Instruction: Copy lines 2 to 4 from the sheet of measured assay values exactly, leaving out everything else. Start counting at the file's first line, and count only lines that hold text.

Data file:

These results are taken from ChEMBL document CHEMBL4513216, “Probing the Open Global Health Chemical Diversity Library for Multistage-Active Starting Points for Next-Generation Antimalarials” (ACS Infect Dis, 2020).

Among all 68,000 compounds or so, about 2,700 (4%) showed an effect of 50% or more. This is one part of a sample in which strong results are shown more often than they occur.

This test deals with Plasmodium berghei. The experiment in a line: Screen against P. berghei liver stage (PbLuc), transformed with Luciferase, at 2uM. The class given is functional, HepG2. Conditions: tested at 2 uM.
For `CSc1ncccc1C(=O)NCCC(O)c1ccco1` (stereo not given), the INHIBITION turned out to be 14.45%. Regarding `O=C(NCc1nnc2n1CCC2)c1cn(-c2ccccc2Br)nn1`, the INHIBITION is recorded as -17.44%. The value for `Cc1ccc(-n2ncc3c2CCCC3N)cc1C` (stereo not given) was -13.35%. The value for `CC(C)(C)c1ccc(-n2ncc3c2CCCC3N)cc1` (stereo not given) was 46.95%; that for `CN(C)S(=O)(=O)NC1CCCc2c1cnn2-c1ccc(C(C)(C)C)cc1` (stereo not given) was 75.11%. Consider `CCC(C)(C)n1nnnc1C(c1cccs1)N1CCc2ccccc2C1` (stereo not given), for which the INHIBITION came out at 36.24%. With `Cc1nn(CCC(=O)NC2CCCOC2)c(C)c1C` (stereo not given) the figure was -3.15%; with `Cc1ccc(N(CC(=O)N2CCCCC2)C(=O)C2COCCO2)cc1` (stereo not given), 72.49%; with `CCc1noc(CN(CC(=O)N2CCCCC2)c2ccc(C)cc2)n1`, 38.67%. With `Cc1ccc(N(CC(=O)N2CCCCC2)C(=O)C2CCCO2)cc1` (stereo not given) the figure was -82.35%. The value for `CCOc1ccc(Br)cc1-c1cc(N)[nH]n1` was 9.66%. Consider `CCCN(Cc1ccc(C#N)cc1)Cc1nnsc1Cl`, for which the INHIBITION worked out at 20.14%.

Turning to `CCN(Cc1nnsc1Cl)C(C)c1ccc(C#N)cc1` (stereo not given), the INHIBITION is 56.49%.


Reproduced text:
Among all 68,000 compounds or so, about 2,700 (4%) showed an effect of 50% or more. This is one part of a sample in which strong results are shown more often than they occur.

This test deals with Plasmodium berghei. The experiment in a line: Screen against P. berghei liver stage (PbLuc), transformed with Luciferase, at 2uM. The class given is functional, HepG2. Conditions: tested at 2 uM.
For `CSc1ncccc1C(=O)NCCC(O)c1ccco1` (stereo not given), the INHIBITION turned out to be 14.45%. Regarding `O=C(NCc1nnc2n1CCC2)c1cn(-c2ccccc2Br)nn1`, the INHIBITION is recorded as -17.44%. The value for `Cc1ccc(-n2ncc3c2CCCC3N)cc1C` (stereo not given) was -13.35%. The value for `CC(C)(C)c1ccc(-n2ncc3c2CCCC3N)cc1` (stereo not given) was 46.95%; that for `CN(C)S(=O)(=O)NC1CCCc2c1cnn2-c1ccc(C(C)(C)C)cc1` (stereo not given) was 75.11%. Consider `CCC(C)(C)n1nnnc1C(c1cccs1)N1CCc2ccccc2C1` (stereo not given), for which the INHIBITION came out at 36.24%. With `Cc1nn(CCC(=O)NC2CCCOC2)c(C)c1C` (stereo not given) the figure was -3.15%; with `Cc1ccc(N(CC(=O)N2CCCCC2)C(=O)C2COCCO2)cc1` (stereo not given), 72.49%; with `CCc1noc(CN(CC(=O)N2CCCCC2)c2ccc(C)cc2)n1`, 38.67%. With `Cc1ccc(N(CC(=O)N2CCCCC2)C(=O)C2CCCO2)cc1` (stereo not given) the figure was -82.35%. The value for `CCOc1ccc(Br)cc1-c1cc(N)[nH]n1` was 9.66%. Consider `CCCN(Cc1ccc(C#N)cc1)Cc1nnsc1Cl`, for which the INHIBITION worked out at 20.14%.